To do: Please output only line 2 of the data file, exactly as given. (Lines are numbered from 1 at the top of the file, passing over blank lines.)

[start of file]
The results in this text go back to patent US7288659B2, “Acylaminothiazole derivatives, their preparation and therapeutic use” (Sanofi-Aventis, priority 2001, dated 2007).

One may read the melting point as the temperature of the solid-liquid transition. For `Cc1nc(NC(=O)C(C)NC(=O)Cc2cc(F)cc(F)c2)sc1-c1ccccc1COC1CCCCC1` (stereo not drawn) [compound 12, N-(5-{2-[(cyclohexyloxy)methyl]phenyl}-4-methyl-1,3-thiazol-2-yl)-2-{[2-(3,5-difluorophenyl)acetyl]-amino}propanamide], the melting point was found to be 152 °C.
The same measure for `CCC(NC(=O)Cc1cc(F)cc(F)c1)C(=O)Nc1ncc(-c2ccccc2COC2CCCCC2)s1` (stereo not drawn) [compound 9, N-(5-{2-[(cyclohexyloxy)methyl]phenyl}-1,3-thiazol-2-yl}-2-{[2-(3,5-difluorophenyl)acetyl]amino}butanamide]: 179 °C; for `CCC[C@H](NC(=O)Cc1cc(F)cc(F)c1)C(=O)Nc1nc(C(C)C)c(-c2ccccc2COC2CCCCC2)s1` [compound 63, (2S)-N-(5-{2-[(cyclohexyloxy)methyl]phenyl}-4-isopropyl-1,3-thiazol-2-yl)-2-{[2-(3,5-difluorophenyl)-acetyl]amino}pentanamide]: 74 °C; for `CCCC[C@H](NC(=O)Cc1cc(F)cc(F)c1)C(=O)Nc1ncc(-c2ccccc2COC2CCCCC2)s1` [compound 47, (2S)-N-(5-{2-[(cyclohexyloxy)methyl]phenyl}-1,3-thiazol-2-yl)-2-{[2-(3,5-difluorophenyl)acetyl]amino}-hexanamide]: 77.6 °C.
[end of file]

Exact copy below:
One may read the melting point as the temperature of the solid-liquid transition. For `Cc1nc(NC(=O)C(C)NC(=O)Cc2cc(F)cc(F)c2)sc1-c1ccccc1COC1CCCCC1` (stereo not drawn) [compound 12, N-(5-{2-[(cyclohexyloxy)methyl]phenyl}-4-methyl-1,3-thiazol-2-yl)-2-{[2-(3,5-difluorophenyl)acetyl]-amino}propanamide], the melting point was found to be 152 °C.